How to prepare for a divorce
You’ve made up your mind. You never imagined that this day would come, but you’ve thought it through countless times and you have finally decided that the marriage has to come to an end. You will be getting a divorce. This will be an undeniably difficult period of your life, but you don’t have to go through it alone. You shouldn’t have to feel helpless and alone. An experienced guide taking your hand and leading the way will bring great comfort and reassurance. We have had the solemn duty and privilege of walking with many of our clients through the painful process of ending a marriage and we are able to provide the same support to you. Impossible tasks always seem more manageable once broken down into smaller parts. Having a clear game plan as you head into your divorce will ensure that it does not overwhelm you. If you are certain that you wish to proceed with your divorce, or if you have been the one that divorce papers have been served on, please read on to find out more about steps you can take to prepare for your divorce.
Choose a lawyer that is experienced in both litigation and mediation
Contrary to some popular portrayals, divorces are not always nasty affairs with divorcing couples slinging mud at each other while writing cheque after cheque to their lawyers. There are far cheaper and more amicable ways to end a marriage, that allow you to keep both your relationship with your ex-spouse and your bank account intact. In Singapore, a divorce can proceed on a contested basis or an uncontested basis. A contested divorce is where there is at least one issue of the divorce is in dispute. The divorce proceedings can potentially become a great financial burden to both parties if they are unable to come to an agreement on the issue(s) and end up having to litigate the matter in court. The legal fees for a contested divorce can cost between $10,000 to $20,000 and beyond. On the other hand, an uncontested divorce is one where both parties are able to reach an agreement on all issues relating to the divorce. The legal fees for an uncontested divorce usually cost between $3,000 to $5,000. Good divorce lawyers will always aim to do what is in the best interests of their clients, and more often than not, this means encouraging them to reach an amicable settlement with the other party. These lawyers do so by taking the time to help their clients have a clear understanding of their legal rights and obligations in the divorce. They protect their clients from being taken advantage of, yet also encourage them to adopt a reasonable position in the negotiations at divorce so that the divorce can be concluded more quickly and cheaply. Nevertheless, should the situation require that the matter proceeds to litigation, you should be confident that your lawyer is someone who will be able to protect your interests fiercely. Do your best to find yourself a lawyer who is both trained in mediation and has a strong track record in the courtroom. Avoid viewing your divorce proceedings as an opportunity to express your grievances and disappointments about the marriage, or using your lawyers to “punish” your spouse. Instead, treat your divorce proceedings as a transitional process where you are making changes to your living arrangements from a married person to a single one, and your lawyers are the professionals who will make that transition easier. This change in perspective will give you greater control over your emotions and the money you will spend on your divorce.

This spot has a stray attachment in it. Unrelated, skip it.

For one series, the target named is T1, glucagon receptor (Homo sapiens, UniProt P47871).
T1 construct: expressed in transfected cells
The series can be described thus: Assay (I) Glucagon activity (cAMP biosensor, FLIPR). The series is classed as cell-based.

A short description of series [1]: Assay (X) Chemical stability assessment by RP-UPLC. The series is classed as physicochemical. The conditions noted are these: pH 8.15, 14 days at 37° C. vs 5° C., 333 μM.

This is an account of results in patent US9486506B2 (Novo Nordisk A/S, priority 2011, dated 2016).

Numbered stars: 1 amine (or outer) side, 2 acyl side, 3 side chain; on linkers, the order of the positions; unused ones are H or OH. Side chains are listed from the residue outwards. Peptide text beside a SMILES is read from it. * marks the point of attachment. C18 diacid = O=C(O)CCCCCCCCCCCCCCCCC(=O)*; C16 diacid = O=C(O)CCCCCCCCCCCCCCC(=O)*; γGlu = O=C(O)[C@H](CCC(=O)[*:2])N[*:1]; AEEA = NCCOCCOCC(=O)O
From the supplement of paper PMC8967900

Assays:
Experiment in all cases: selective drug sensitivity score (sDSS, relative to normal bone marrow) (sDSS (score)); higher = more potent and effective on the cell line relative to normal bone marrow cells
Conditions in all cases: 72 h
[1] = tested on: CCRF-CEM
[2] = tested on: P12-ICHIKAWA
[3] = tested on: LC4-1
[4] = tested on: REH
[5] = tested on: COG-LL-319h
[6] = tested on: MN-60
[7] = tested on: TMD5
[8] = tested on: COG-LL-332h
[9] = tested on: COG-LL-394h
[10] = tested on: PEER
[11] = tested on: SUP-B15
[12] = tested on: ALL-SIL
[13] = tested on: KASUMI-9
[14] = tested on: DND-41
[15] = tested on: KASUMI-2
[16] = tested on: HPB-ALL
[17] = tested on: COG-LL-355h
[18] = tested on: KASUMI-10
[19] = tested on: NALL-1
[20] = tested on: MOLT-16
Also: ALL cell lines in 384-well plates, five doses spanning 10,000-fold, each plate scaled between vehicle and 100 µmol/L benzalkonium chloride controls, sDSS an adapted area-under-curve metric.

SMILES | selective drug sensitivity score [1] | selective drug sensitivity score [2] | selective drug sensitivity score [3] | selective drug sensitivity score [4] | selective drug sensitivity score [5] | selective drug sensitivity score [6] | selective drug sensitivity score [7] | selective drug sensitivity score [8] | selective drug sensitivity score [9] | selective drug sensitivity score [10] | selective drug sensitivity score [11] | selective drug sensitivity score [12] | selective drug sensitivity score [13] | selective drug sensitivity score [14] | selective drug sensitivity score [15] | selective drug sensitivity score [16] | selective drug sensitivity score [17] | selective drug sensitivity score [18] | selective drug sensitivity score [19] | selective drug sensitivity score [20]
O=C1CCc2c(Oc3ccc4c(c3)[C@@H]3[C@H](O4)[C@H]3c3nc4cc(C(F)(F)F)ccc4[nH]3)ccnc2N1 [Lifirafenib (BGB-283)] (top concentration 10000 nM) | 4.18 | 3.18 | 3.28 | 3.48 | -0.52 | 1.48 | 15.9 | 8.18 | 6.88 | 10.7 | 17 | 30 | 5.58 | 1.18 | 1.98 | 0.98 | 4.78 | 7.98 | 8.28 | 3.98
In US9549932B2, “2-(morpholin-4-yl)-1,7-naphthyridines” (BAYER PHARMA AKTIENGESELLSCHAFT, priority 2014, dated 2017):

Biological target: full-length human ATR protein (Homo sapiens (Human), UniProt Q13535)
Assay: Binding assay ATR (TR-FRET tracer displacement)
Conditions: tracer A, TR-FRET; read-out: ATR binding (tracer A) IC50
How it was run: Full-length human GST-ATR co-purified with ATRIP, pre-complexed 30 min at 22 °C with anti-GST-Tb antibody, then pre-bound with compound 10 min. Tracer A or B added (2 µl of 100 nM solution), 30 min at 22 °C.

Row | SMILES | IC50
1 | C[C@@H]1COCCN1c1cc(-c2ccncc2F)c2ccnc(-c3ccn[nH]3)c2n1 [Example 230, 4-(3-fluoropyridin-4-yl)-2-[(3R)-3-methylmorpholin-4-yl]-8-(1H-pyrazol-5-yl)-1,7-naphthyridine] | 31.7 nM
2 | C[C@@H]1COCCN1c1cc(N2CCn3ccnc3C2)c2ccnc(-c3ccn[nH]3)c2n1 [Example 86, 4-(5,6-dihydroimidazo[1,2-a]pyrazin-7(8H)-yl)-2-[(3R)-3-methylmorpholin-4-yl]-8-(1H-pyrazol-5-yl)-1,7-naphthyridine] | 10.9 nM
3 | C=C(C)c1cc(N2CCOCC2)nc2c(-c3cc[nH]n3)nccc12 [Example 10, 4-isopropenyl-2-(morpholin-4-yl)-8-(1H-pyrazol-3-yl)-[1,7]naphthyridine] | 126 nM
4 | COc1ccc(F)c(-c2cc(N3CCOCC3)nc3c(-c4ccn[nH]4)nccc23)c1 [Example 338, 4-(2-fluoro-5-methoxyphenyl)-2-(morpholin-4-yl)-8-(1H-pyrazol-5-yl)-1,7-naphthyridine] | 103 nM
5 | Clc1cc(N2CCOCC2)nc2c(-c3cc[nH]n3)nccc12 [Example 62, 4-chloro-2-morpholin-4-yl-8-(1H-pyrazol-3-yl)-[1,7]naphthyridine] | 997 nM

Gather the necessary documents and evidence
Regardless of whether you are eager to reach an amicable settlement with your spouse, or if you are looking to fight it out in court, it is essential that you have access to all the necessary documents and evidence relevant to the divorce. These documents will have a tremendous impact on the negotiations relating to division of the matrimonial assets, custody of the children, and maintenance for yourself and the children. When parties are making contradictory claims about their income, the extent of their contributions towards the family, the matrimonial home, or other matrimonial assets, the court will be looking to these documents to decide which party is more trustworthy. Once divorce proceedings begin, there are timelines that parties have to adhere to. Preparing the documents before the divorce ensures that you will have comfortably sufficient time to do so and not find yourself in a frantic search for them. Furthermore, when you are gathering and preparing these documents, it is a good idea to make extra softcopies of them and save them to an external drive or cloud storage, so that they will not be easily lost. You may wish to prepare your documents and organise them into the following categories. Where possible, you should also try to obtain the same documents belonging to your spouse:
- Documents relating to income – Your salary payslips for the past three months, and your IRAS Notice of Assessment statements for the past three years.